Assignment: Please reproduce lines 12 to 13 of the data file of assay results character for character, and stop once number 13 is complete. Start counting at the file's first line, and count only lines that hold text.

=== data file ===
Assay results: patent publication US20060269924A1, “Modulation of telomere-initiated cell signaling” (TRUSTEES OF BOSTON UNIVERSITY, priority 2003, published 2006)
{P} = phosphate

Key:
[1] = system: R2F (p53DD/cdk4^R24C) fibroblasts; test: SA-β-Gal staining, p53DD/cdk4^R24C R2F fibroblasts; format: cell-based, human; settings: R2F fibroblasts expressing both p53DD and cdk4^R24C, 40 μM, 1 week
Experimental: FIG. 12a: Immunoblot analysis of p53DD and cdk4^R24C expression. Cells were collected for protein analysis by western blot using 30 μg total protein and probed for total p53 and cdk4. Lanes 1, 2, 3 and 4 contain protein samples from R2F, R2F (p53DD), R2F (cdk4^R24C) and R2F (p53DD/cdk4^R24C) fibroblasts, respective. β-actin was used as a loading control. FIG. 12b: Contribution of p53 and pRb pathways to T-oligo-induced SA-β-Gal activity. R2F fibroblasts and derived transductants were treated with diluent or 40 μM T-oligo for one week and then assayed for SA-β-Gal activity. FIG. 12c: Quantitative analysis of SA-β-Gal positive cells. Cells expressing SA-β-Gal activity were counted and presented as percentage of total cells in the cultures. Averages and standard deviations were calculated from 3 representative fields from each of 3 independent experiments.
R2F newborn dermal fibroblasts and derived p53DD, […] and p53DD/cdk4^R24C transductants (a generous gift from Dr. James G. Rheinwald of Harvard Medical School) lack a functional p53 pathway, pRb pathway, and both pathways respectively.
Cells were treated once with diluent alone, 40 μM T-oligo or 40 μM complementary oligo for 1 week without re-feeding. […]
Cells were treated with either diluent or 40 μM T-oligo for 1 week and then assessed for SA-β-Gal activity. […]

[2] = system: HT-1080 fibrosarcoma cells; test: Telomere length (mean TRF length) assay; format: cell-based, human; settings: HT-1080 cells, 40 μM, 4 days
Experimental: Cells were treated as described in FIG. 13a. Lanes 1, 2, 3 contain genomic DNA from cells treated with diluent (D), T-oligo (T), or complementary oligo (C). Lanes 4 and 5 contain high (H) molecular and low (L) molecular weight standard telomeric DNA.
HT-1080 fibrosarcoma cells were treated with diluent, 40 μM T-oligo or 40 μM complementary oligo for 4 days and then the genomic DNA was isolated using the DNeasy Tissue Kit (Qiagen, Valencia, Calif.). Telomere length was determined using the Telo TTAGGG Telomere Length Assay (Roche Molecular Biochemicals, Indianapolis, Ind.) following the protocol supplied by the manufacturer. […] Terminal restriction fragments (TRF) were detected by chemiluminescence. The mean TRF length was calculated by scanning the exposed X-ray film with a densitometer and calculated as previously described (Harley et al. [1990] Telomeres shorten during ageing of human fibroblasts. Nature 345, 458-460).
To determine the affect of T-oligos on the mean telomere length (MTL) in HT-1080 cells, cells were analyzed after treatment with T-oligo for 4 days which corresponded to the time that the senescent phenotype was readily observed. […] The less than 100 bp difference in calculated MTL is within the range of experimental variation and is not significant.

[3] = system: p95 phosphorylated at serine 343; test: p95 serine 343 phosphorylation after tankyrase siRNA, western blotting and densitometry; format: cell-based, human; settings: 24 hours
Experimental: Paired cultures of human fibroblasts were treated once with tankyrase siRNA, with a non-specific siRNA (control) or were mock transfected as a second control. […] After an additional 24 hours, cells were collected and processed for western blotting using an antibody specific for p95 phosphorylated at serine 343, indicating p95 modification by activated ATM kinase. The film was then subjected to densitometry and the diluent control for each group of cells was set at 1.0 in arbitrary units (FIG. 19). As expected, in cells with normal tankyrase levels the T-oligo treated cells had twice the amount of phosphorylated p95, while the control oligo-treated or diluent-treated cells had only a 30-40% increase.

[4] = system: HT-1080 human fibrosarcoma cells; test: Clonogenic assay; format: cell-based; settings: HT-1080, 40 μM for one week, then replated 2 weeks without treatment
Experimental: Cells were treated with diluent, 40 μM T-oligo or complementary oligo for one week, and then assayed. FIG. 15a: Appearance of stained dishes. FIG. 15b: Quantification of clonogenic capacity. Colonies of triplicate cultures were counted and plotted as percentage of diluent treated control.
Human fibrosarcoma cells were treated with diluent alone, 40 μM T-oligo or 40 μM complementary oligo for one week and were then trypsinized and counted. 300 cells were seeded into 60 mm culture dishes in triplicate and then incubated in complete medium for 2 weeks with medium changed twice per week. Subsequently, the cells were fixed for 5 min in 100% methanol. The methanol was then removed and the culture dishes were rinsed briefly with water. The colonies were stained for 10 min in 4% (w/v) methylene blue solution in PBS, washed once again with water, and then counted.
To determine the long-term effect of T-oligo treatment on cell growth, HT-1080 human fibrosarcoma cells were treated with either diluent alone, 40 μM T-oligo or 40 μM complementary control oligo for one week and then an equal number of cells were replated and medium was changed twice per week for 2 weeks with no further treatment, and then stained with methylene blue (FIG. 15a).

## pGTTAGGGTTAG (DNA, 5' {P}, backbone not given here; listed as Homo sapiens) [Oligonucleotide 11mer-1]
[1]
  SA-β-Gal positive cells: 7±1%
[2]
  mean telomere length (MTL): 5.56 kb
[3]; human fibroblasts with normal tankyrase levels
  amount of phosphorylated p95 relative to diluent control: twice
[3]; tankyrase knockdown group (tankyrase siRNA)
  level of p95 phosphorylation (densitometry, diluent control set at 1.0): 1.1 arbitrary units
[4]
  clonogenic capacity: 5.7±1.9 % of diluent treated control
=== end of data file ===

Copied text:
To determine the affect of T-oligos on the mean telomere length (MTL) in HT-1080 cells, cells were analyzed after treatment with T-oligo for 4 days which corresponded to the time that the senescent phenotype was readily observed. […] The less than 100 bp difference in calculated MTL is within the range of experimental variation and is not significant.

[3] = system: p95 phosphorylated at serine 343; test: p95 serine 343 phosphorylation after tankyrase siRNA, western blotting and densitometry; format: cell-based, human; settings: 24 hours